Who’s doing what across my matters and how’s it going?
In the process of building our initial beta release, we’ve spent a lot of time listening to lawyers and industry professionals around the world. General counsel. Legal counsel. Legal ops. Partners. Associates. In fact, we didn’t put down a single line of code for the platform until we’d spent many months in listening mode.
We learned a lot from those conversations. So, in the first of a series of posts, we wanted to share some of what we learned, and how we factored that into Lupl.
The situational awareness challenge
“I don’t manage situational awareness of my matters very effectively. At all. I mean, who’s doing what? And where? And how’s it going? These are the things I need to know when I’m picking up my phone first thing in the morning. But there’s no real-time way to get that stuff.”
“For us, even looking at each type of matter has become overly complicated with the things that people ask for and then what they actually need to do the job. I don’t know what the right balance is, honestly. But the things that you need are, whose hands is it in? Where is it? What’s the ETA? Are there blockers? Where do I need you? Where do you need me?”
“It’s what I call the ‘subway platform mentality’. When I’m standing on a subway platform, waiting for a train, I’m pretty relaxed as long as the information board is there showing me what’s happening and when my train is coming. But if that board is broken, I freak out, because I have no idea where things stand, or how long I’ll be waiting.”
These are extracts from the notes of some of the earliest conversations we had with lawyers and legal ops folks about Lupl. We could share a lot more because this was a consistent thread throughout all of our conversations. It’s about the need to manage situational awareness of legal matters, to get that real-time, 360-degree view of what is happening right now.
So if everyone wants that, why is it proving so difficult to get it?
Why it’s harder than it should be
Here are some of the reasons we heard…
1. Workloads increasing and resources are stretched.
This is the most obvious reason. The international business environment is more complex than ever. There’s GDPR. There’s Brexit. There’s the US/China trade war. There’s COVID-19. The demands on lawyers are growing – there’s just a lot going on, and it’s tough to stay on top of all of that.
2. Too many tools and systems.
There’s a general feeling that there are too many places to look to find what you need. If you have to check across your email, your Slack, your Teams, your intranet, your law firm portals, and your messages, it’s no wonder that everything feels spread all over the place. “Did I send it to you, or did you to send it to me? Or did Jeff send it?”
3. An allergic reaction to anything that looks like “busy work”.
One GC put it like this:
“So this is the impossible wish. Every time we’ve asked this question around our network of lawyers, they just say literally ‘they want to know exactly what’s going on everywhere, instantaneously’. The flip side of that is…nobody’s prepared to contribute.”
There’s a feeling that getting visibility is great. But spending a ton of time pulling together status reports? No thanks, not worth the effort. They’re out of date almost as soon as they are written.
4. An increasingly distributed team.
When we first started working on Lupl, we heard from a lot of users about a shift towards more mobile working and distributed teams:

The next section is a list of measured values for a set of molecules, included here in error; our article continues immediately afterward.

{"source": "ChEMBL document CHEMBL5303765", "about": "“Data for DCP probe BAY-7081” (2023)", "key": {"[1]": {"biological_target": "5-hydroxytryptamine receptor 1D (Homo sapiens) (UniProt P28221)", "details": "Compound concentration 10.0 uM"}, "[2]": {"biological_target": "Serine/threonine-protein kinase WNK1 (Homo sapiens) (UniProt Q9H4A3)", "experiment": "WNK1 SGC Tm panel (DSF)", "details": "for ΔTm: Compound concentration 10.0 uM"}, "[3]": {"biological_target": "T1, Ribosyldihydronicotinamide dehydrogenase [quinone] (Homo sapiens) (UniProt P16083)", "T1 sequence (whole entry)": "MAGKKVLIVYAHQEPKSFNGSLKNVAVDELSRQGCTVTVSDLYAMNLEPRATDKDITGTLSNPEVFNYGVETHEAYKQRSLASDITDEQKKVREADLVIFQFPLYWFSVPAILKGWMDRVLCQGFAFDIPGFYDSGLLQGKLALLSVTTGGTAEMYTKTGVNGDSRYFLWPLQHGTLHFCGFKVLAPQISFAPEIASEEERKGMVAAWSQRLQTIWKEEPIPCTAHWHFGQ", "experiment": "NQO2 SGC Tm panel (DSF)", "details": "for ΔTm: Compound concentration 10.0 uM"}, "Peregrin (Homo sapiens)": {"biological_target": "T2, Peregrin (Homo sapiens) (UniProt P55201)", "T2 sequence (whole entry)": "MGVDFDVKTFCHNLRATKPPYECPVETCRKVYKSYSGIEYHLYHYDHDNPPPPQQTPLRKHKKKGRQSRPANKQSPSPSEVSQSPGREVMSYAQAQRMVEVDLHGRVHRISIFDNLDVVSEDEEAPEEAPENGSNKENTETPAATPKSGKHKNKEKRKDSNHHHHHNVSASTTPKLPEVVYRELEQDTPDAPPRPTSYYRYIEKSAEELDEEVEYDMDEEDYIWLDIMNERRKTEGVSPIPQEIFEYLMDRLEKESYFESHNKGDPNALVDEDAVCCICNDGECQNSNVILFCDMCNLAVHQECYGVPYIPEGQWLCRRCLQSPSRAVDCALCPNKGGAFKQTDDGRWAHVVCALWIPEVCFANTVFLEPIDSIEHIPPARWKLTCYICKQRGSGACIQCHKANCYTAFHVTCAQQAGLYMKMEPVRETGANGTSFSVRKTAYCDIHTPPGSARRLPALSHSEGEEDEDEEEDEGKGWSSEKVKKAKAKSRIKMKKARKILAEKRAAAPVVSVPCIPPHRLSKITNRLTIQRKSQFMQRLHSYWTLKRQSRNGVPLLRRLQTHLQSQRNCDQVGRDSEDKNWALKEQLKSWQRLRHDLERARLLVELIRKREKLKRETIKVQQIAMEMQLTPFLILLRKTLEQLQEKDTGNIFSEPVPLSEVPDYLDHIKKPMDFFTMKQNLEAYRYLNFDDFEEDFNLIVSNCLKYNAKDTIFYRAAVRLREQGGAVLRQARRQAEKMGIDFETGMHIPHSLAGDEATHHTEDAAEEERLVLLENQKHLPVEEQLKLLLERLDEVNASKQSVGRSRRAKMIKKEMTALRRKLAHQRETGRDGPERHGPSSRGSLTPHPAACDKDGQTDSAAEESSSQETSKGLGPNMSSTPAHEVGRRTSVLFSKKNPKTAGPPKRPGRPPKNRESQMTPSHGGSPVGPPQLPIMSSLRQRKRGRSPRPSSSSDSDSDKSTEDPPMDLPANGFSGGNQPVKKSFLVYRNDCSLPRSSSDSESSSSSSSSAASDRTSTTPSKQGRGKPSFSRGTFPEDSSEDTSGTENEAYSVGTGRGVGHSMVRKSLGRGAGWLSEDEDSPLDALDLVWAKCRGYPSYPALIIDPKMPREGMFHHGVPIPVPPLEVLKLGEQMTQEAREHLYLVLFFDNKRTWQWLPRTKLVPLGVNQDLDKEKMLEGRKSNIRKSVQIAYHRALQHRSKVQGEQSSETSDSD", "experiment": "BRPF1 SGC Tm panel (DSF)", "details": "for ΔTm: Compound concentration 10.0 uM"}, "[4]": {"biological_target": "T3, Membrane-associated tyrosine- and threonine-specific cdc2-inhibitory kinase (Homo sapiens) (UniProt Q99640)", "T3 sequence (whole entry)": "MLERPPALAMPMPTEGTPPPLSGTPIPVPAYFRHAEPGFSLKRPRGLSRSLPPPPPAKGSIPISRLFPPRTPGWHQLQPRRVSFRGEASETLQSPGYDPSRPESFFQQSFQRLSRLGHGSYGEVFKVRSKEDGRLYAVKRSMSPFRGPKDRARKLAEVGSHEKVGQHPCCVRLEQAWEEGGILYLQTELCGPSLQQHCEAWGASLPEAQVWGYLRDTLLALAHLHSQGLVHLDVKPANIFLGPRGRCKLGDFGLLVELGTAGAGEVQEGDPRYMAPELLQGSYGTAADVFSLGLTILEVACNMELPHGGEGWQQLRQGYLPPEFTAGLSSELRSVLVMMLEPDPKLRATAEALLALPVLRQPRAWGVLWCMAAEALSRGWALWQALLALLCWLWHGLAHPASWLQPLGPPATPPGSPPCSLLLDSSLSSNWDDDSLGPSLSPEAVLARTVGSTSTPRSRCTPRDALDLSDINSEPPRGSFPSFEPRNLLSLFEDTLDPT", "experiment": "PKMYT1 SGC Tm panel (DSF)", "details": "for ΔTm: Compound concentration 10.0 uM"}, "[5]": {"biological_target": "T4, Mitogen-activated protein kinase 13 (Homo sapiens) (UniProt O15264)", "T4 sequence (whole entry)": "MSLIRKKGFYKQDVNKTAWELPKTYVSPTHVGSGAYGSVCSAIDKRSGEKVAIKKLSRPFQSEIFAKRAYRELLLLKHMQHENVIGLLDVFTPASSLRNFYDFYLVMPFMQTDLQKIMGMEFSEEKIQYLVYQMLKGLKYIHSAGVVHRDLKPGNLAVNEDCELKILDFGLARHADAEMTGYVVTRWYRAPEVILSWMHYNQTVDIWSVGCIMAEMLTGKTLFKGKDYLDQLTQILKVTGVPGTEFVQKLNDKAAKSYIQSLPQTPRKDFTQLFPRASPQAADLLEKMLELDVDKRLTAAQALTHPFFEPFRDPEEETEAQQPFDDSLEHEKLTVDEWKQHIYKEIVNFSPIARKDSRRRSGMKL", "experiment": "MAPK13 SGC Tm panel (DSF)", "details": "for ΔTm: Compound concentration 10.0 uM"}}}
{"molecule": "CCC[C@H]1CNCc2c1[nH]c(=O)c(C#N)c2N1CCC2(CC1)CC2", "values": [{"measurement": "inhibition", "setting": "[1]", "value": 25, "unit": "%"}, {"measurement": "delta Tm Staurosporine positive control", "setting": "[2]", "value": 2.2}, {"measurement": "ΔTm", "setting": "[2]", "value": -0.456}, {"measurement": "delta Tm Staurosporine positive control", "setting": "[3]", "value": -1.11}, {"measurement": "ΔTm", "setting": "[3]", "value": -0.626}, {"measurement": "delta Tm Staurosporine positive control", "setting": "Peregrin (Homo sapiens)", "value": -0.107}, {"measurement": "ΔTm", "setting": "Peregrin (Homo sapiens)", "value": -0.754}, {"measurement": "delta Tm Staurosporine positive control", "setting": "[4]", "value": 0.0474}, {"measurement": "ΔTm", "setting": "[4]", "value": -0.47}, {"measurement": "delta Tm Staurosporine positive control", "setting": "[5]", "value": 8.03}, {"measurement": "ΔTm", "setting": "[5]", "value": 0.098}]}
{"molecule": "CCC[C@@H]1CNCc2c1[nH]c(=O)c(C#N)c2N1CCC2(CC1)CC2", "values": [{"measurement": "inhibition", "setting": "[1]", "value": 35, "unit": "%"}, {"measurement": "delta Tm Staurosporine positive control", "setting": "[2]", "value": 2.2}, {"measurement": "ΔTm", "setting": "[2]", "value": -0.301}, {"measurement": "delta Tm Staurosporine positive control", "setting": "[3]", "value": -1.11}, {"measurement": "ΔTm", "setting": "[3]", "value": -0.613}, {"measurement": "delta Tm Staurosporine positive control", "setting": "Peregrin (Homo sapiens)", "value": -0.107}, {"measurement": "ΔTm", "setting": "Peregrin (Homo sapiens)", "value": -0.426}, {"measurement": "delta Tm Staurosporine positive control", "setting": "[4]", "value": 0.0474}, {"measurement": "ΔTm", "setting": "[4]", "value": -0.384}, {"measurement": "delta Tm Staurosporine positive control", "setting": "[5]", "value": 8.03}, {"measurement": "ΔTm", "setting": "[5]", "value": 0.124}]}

“I think the way of the world is that more people will be working remote. And potentially in different offices. The days of the whole team sitting in the same office, or building, or even the same city, seem to be increasingly behind us. Being able to pop over to someone’s desk and ask how that Term Sheet negotiation is going starts to get a little bit harder.”
And clearly the COVID-19 crisis has accelerated this shift far quicker than anyone could ever have imagined.
So what does this all mean for Lupl?
We spent a long time thinking about situational awareness of matters. After a couple of weeks, a lot of coffee, and several conversations with our Advisory Board, we came up with a couple of ideas for things that might help.
The first is what we call “matter synchronization”. What does that mean? It means bringing everything for a legal matter together in one place, rather than all over the place. By bringing together all of those moving parts – the people, the conversations, the documents, the systems – our hope is that situational awareness becomes easier.
It’s important of course that Lupl doesn’t become “yet another channel” that you need to check to figure out what’s happening. That’s why Lupl is a totally open industry platform – bridging multiple solutions to enable users to plug in their systems and get everything they need in one place. This open approach is the core of what we’re trying to do with Lupl and we’ll be sharing more about it in the coming months.
The second feature is something we call “Matter Pulse”. The initial inspiration for this came from a discussion with a startup GC and Head of Legal Ops in San Francisco – and it grew from there as we bounced it off other parts of our community. The goal with Matter Pulse is to enable users to easily capture and track where a matter is at and how it is going.
We hope these things go some way towards making situational awareness around matters easier. But we’re under no illusion that this is perfect or solves everything. We’re always on the lookout for more ideas. One of the things we’re thinking about is automating some of matter status visibility. If you have some suggestions about how to make this easier, drop us an email at firstname.lastname@example.org. We’re all ears!
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